Friday, December 7, 2012

Other Dubious Quotations

The 7 December 2012 Wall Street Journal has a page 1 story on a fake quotation by Thomas Jefferson that has been used by, among others, President Obama. There is a page on debunking several dozen falsely attributed Jefferson quotations. The article also discusses other scholars who attempt the Sisyphusian task of debunking fabricated quotations by Churchill, Lincoln, and others.  The article cites Churchill expert Richard Langworth:
It’s a hopeless task, he says, complaining the Internet is like an electronic “Hyde Park Corner” where anybody can say anything, whether it is true or not. “You would need an army of secretaries to reply to all these tweets. Twitter and Facebook have made it worse, because people glom onto these things and pass it on and there it goes.”
It’s good to have company in opposing dubious quotations.

Thursday, October 25, 2012

Sighting Report #8

We're at high season in the election cycle and the quotation continues to spread: 179 new pages in the past week. Most associate Romney or Obama with Goebbels.

Another quotation site has popped up, too.  Crossquotes provides quotations “from a Christian Perspective.” It includes the quotation.  As a Christian myself I like to see people take the trouble to be accurate.

Meanwhile, a Google search for the phrase “truth is the greatest enemy of the State” provides only 166,000 hits, a significant decline.  We find, though, that Google results vary widely so we will wait to see if this represents a long-term decline.  There are still 32,000 pages that attribute the quotation to ‘Joseph M. Goebbels,” although “M” was not his middle initial.

Saturday, September 8, 2012

Success Report #1: Michael C. Moynihan in “Tablet”

One of our hopes for this blog is that it will spread the knowledge that the Goebbels quotation is a forgery.  We’re beginning to have occasional successes.  Just recently Michael C. Moynihan wrote an interesting piece titled “Hitler on the Campaign Trail” that looks at the spread of Nazi comparisons in American politics.  He writes:

While fascism is a major political force almost nowhere, it is inaccurately referenced everywhere. The “Big Lie” myth is bipartisan, popular with excitable representatives of both political parties and all ideologies: Sen. Chuck Grassley, Rush Limbaugh, Joe Scarborough, and Chris Matthews have all accused their enemies of planning to lie loud and lie often—just like the Nazis. And the fear of impending American fascism, a charge made most recently by Rep. Ron Paul during the Republican National Convention in Tampa, are distressingly common. Even the recent kerfuffle over an anti-Obama cover story in Newsweek led one Huffington Post blogger to dismiss the author, Harvard historian Niall Ferguson, as a “British fascist.”
If an American politician playing fast-and-loose with the facts is indistinguishable from an editorialist for Der Stürmer, than how does one distinguish between Paul Ryan and Heinrich Himmler? If Niall Ferguson is a “British fascist,” what would one call Lord Haw-Haw, Oswald Mosley, or the bald-headed street brawlers of the British National Party? “Rather severe British fascists”?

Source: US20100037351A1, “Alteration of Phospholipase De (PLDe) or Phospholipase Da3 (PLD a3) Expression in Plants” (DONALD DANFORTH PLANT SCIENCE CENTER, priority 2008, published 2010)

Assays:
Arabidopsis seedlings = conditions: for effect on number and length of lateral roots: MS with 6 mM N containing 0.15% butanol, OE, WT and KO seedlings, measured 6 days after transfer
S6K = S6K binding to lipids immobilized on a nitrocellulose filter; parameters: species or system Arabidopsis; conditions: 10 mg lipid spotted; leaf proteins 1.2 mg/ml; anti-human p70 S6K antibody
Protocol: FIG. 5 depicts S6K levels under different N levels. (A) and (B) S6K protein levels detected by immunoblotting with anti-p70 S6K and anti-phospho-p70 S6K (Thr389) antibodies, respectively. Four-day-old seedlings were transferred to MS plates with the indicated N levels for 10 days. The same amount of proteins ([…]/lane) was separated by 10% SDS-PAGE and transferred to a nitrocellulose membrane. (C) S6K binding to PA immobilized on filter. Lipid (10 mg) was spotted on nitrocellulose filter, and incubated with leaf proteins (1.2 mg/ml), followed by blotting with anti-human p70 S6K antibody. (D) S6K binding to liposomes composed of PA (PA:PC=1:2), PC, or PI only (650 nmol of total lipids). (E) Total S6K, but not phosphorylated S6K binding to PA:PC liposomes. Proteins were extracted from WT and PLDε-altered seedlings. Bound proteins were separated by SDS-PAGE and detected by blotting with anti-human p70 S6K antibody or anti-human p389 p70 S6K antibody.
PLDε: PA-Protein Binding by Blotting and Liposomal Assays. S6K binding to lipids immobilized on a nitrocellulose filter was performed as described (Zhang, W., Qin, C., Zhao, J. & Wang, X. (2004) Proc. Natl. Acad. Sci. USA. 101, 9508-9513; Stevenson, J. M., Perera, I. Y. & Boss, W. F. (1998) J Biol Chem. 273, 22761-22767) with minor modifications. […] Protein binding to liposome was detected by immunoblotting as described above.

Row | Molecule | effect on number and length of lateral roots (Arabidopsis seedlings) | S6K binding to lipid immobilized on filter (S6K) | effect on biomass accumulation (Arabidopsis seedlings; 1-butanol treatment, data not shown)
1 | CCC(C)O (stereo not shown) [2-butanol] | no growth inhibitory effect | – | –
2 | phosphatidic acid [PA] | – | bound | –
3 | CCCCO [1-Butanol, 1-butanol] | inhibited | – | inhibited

That’s exactly the point we’re hoping to get across in this blog and it’s satisfying to see it used in ways that make the point to a broader audience.

There is one point at which Moynihan is a tad unclear.  He writes in his penultimate paragraph:
The “big lie” wasn’t a Nazi propaganda “technique.” It wasn’t “invented” or “pioneered” by either Hitler or Goebbels. Nor was it the backbone of an anti-Semitic media strategy that precipitated the Holocaust.
I initially misread the first sentence as suggesting that the Nazis were not major users of falsehood, which seemed odd in the context of the essay — I think the quotation marks around “technique” threw me off.  Mr. Moynihan dropped me a note explaining that his point was the the technique was hardly unique to the Nazis.  That makes excellent sense, and is much more consistent with the flow of the essay than my original reading.

It’s also probably worth noting that leading Nazis believed their own propaganda. Much of what the Nazis said about Jews was false, but the only credible explanation for the enormous effort Hitler put into killing Europe’s Jews is that he really did believe that they were Germany’s great enemy in the world.

A central claim of Nazi propaganda was was that “world Jewry” intended to wipe out Germany both as a nation and as a people.  This was a false claim (or else the alleged powerful forces of “World Jewry” were remarkably weak, since within ten years of total defeat West Germany was in the midst of the “economic miracle” that continues today). However, the common definition of “lie” assumes intent to deceive. A first-grader who writes on a test that “2 + 2 = 5” is wrong, but not a liar.  I don’t mean to suggest that the falsehoods in Nazi anti-Semitic propaganda were equivalent to a first-grader’s addition error — there is moral culpability in spreading false information.  One might argue, however, that although Nazi propaganda was often false, its makers did not always think that they were lying. In that sense, perhaps some Nazi anti-Semitic propaganda is less an example of the “big lie” than of the human tendency to see what one wants to see.